Overview of Stroke
Cerebrovascular accident (CVA) or Stroke is a significant public health problem affecting the world population. Annually, stroke affects 15 million people worldwide, of which 5 million die and a further 10 million live with some forms of disabilities (Mackay 2004).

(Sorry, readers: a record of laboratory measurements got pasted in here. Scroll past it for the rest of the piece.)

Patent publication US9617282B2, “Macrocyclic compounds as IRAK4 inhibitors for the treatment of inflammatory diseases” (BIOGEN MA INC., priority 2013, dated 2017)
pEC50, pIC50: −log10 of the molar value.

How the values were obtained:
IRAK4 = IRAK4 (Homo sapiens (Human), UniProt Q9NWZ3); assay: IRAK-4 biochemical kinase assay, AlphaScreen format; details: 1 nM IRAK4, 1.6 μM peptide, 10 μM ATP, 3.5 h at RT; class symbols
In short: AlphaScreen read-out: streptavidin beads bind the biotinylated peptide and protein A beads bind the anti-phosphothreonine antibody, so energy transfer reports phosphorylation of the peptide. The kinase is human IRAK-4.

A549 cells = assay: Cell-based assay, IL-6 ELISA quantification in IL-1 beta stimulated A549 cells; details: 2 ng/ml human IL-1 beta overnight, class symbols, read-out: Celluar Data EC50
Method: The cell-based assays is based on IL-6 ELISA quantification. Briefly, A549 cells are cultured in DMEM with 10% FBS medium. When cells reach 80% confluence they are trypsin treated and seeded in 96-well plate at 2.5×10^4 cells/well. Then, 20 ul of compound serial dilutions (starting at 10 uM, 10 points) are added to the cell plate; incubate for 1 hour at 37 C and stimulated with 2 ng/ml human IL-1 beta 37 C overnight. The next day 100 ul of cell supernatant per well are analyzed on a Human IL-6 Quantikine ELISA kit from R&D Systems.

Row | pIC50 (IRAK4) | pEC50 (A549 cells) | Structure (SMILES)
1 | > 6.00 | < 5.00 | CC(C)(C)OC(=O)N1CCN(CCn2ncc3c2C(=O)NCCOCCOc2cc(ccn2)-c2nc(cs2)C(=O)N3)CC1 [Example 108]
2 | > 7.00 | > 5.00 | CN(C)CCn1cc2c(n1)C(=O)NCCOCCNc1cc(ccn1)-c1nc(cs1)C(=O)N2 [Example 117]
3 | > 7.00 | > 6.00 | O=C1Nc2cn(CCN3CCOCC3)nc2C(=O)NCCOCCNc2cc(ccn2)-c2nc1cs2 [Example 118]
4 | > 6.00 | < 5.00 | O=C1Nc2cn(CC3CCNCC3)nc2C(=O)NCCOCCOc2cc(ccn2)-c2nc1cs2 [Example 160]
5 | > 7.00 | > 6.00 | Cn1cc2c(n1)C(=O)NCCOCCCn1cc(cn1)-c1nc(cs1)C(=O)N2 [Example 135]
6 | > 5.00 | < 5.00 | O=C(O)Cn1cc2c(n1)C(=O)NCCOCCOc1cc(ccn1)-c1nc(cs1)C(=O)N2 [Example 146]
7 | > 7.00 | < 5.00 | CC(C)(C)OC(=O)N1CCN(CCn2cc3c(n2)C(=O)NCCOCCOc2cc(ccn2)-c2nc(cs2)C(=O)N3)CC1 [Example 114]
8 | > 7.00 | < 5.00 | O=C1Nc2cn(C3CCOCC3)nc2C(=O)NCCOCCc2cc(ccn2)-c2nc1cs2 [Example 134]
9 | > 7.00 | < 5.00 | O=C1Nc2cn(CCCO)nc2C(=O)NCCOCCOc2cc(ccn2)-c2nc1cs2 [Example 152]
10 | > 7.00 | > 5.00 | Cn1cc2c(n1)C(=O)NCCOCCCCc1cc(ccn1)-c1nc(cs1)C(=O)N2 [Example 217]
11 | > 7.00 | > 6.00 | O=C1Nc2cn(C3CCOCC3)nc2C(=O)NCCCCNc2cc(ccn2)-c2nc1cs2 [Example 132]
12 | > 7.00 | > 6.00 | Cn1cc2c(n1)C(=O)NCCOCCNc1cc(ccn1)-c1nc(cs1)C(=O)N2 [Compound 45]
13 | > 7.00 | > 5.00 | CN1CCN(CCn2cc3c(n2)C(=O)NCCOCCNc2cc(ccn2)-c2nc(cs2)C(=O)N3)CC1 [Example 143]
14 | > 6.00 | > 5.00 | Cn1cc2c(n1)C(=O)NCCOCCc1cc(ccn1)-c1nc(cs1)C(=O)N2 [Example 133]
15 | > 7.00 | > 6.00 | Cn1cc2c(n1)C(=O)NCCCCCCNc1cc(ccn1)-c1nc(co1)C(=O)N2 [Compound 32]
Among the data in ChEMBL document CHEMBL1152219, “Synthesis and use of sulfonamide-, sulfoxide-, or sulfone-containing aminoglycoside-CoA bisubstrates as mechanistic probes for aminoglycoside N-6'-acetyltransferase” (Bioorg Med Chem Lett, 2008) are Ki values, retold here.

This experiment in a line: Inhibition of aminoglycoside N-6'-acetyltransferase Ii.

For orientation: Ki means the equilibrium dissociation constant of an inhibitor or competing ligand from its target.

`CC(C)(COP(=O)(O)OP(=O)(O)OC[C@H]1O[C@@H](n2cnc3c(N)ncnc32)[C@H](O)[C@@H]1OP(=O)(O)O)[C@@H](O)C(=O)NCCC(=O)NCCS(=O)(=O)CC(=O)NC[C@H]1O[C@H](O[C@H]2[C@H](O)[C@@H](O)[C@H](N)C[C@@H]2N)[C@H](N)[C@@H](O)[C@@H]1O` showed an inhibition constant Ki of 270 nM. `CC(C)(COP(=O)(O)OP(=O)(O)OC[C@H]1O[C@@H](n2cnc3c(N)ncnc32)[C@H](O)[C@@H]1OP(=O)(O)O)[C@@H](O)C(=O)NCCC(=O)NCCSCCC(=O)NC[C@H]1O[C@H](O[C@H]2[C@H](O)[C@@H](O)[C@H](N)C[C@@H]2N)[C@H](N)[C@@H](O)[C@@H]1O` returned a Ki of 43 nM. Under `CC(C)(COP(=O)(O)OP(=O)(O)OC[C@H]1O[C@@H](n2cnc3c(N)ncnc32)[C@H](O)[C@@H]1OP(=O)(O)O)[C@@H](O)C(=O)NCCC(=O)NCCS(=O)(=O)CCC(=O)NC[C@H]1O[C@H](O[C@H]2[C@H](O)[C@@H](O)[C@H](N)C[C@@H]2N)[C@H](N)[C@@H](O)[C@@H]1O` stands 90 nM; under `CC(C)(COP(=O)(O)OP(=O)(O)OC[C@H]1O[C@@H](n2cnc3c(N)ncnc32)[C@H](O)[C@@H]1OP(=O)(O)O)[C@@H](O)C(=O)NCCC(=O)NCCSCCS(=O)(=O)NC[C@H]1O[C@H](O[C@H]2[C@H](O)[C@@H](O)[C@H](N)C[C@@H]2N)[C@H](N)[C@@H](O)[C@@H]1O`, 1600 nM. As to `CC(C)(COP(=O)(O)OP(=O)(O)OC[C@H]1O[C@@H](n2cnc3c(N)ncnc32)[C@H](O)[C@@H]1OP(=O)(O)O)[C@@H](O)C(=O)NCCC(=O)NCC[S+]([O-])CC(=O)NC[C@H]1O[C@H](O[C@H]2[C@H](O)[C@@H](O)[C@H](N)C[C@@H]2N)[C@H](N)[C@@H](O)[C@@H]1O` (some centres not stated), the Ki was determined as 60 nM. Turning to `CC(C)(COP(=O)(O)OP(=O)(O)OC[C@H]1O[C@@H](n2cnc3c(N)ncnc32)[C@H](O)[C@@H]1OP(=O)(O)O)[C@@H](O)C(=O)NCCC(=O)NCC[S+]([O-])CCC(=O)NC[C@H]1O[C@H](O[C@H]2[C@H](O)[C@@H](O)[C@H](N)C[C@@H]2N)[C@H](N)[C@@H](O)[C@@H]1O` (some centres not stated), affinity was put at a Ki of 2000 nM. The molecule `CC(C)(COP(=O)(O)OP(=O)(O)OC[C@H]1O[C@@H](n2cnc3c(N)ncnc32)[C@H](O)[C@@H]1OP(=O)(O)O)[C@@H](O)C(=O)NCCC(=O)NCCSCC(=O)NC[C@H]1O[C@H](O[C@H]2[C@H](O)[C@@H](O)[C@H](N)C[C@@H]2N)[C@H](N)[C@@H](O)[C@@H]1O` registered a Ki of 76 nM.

The incidence of stroke increases from year to year. In the year 2000, the incidence of first-ever stroke was 3.8 million worldwide (World Health Organisation, WHO 2004). The reported stroke incidence was 9 million in the year 2004 (WHO 2008), showing a dramatic increase by almost two-folds. The incidence of stroke is expected to further increase in the future due to various reasons, the most important being ageing of the world population. Globally the population of older persons is growing at a rate of 2.6 per cent per year (United Nations Department of Economic and Social Affairs 2007). In 2000, the population aged 60 years or over numbered 600 million, tripled the number present in 1950. In 2006, the number of older persons had surpassed 700 million, and by 2050, 2 billion older persons are projected to be alive (United Nations Department of Economic and Social Affairs 2007). As it is generally accepted that stroke is a disease of older people (Stokes 2004), increase in the population of ageing denotes parallel trend in the incidence of stroke. At the same time, there is an escalation of lifestyle diseases, such as Ischaemic heart disease, diabetes mellitus and obesity as a result of urbanization and industrialization and change in diet among people in many developed and some developing countries (WHO 2008). These diseases are established risk factors for stroke, thus may contribute to further increase in the occurrence of stroke worldwide.